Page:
The uber-posh boarding school Harry and William attended was founded by King Henry VI in 1440 and has a complicated lexicon of its own (teachers are known as "beaks," classes as "divs"). Students dress in funereal black tailcoats and pinstriped trousers because "we were supposed to be in perpetual mourning for old Henry VI," writes Harry, who felt out of place at such an elite place of learning despite his royal lineage: "Heaven for brilliant boys, it could thus only be purgatory for one very unbrilliant boy."
A term for a common ballpoint pen, similar to a Bic. Harry recalls receiving a Biro — wrapped, for some reason, in a tiny rubber fish — as a present one Christmas from Princess Margaret, aka Aunt Margo, a woman he didn't know well but who, he writes, "could kill a houseplant with one scowl."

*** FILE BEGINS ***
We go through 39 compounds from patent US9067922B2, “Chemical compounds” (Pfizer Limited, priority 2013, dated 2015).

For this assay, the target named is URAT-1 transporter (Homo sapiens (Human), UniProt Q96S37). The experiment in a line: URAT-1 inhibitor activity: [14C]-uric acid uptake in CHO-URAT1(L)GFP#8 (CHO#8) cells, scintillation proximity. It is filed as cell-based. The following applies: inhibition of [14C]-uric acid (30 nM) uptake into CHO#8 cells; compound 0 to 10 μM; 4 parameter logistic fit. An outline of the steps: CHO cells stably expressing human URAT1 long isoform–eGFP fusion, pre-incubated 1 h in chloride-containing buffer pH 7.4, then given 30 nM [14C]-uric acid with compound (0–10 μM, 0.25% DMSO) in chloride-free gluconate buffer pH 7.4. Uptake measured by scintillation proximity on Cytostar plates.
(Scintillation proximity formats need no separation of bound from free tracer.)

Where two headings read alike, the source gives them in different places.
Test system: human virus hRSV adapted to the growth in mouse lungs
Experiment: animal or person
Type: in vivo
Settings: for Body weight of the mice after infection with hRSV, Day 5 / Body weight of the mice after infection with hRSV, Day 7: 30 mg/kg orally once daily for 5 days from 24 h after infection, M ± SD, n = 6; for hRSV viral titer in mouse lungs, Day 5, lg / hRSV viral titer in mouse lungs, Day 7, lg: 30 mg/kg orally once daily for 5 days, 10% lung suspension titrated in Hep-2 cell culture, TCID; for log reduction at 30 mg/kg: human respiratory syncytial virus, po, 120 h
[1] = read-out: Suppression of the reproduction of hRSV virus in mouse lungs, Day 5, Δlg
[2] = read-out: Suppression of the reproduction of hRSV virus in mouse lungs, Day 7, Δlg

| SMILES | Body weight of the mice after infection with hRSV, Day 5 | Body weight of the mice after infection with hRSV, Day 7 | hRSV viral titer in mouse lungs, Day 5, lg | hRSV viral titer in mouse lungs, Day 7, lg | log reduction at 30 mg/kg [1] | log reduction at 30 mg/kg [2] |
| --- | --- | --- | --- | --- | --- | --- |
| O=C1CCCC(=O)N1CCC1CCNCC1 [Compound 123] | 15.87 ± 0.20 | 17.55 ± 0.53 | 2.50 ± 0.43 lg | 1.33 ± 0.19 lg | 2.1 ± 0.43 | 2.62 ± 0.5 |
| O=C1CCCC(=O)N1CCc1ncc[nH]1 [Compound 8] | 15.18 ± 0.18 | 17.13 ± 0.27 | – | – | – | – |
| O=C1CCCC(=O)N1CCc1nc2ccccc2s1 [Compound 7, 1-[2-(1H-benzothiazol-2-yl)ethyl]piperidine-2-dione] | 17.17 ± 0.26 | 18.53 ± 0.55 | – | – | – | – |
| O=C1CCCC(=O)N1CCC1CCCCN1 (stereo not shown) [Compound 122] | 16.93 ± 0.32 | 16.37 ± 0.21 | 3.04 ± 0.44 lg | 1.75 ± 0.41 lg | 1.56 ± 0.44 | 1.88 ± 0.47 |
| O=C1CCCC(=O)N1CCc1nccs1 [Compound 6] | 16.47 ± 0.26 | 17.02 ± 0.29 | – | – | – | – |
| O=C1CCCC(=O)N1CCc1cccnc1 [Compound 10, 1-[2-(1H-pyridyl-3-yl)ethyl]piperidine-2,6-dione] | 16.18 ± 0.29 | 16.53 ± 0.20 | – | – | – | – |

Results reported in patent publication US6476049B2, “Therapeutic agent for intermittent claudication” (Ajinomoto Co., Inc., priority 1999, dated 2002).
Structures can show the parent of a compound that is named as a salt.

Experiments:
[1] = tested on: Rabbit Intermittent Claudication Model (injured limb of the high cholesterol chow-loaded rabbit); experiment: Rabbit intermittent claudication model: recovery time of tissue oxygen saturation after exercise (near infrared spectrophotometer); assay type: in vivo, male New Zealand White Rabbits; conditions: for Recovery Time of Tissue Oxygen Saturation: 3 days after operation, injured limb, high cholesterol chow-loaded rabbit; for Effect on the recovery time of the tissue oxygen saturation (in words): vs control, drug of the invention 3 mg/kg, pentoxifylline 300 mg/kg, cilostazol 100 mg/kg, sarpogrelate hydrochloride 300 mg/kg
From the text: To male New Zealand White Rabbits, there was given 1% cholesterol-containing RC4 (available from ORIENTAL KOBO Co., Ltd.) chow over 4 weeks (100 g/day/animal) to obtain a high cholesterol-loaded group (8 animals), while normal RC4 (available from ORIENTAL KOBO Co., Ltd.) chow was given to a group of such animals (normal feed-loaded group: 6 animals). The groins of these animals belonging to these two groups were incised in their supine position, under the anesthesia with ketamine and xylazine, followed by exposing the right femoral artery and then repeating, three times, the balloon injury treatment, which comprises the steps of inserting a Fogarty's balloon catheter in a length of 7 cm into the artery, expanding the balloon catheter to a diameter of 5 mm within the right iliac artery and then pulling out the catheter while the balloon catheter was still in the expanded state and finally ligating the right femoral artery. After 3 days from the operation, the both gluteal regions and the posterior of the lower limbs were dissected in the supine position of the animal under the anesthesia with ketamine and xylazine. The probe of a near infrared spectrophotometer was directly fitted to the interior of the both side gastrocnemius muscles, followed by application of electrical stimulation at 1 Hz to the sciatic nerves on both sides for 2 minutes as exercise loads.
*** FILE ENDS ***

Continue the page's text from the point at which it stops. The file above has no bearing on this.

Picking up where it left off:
At the time, the gift struck Harry as "cold-blooded," and he doesn't offer much insight into what she may have intended with the bizarre present. But his opinion of the queen's long-suffering younger sister — the spare to an earlier heir — seems to have softened over the years: "Now and then, as I grew older, it struck me that Aunt Margo and I should be friends."
Charles' preferred term of endearment for Harry, used to relay difficult news in a sensitive manner (e.g., "Darling boy, mummy's been in a car crash") but also to dismiss his younger son's concerns patronizingly (e.g., "Don't read it, darling boy," referring to erroneous tabloid coverage of the family).
What British people call costumes, for some reason. As in, "Harry claims that William and Kate encouraged him to wear a Nazi uniform to a fancy dress party in 2005." It should not be confused with fancy dresses, like those Harry says Kate liked to wear, in contrast with Meghan, a barefoot-in-ripped-jeans kinda girl.